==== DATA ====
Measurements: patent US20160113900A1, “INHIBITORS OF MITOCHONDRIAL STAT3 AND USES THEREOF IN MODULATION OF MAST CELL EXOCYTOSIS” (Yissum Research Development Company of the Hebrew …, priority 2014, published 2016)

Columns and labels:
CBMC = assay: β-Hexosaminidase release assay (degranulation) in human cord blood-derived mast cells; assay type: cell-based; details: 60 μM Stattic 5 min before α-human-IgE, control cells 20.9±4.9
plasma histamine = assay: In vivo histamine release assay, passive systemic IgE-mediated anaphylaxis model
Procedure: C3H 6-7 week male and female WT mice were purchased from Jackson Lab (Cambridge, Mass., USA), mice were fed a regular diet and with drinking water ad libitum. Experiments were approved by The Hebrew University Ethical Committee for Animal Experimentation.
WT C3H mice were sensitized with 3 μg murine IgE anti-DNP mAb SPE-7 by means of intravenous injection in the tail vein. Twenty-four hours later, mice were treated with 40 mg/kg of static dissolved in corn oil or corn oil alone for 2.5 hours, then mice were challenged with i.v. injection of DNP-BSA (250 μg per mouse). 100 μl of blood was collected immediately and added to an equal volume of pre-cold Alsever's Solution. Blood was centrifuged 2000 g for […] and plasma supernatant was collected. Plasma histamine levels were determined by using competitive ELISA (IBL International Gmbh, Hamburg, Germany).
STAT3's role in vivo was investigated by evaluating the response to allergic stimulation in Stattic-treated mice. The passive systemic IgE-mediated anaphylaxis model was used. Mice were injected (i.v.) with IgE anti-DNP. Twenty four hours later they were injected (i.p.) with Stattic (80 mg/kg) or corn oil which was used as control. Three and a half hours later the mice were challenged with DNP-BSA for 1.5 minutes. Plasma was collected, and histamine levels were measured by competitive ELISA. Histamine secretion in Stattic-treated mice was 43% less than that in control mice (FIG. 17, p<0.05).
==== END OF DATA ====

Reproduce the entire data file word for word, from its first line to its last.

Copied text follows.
Measurements: patent US20160113900A1, “INHIBITORS OF MITOCHONDRIAL STAT3 AND USES THEREOF IN MODULATION OF MAST CELL EXOCYTOSIS” (Yissum Research Development Company of the Hebrew …, priority 2014, published 2016)

Columns and labels:
CBMC = assay: β-Hexosaminidase release assay (degranulation) in human cord blood-derived mast cells; assay type: cell-based; details: 60 μM Stattic 5 min before α-human-IgE, control cells 20.9±4.9
plasma histamine = assay: In vivo histamine release assay, passive systemic IgE-mediated anaphylaxis model
Procedure: C3H 6-7 week male and female WT mice were purchased from Jackson Lab (Cambridge, Mass., USA), mice were fed a regular diet and with drinking water ad libitum. Experiments were approved by The Hebrew University Ethical Committee for Animal Experimentation.
WT C3H mice were sensitized with 3 μg murine IgE anti-DNP mAb SPE-7 by means of intravenous injection in the tail vein. Twenty-four hours later, mice were treated with 40 mg/kg of static dissolved in corn oil or corn oil alone for 2.5 hours, then mice were challenged with i.v. injection of DNP-BSA (250 μg per mouse). 100 μl of blood was collected immediately and added to an equal volume of pre-cold Alsever's Solution. Blood was centrifuged 2000 g for […] and plasma supernatant was collected. Plasma histamine levels were determined by using competitive ELISA (IBL International Gmbh, Hamburg, Germany).
STAT3's role in vivo was investigated by evaluating the response to allergic stimulation in Stattic-treated mice. The passive systemic IgE-mediated anaphylaxis model was used. Mice were injected (i.v.) with IgE anti-DNP. Twenty four hours later they were injected (i.p.) with Stattic (80 mg/kg) or corn oil which was used as control. Three and a half hours later the mice were challenged with DNP-BSA for 1.5 minutes. Plasma was collected, and histamine levels were measured by competitive ELISA. Histamine secretion in Stattic-treated mice was 43% less than that in control mice (FIG. 17, p<0.05).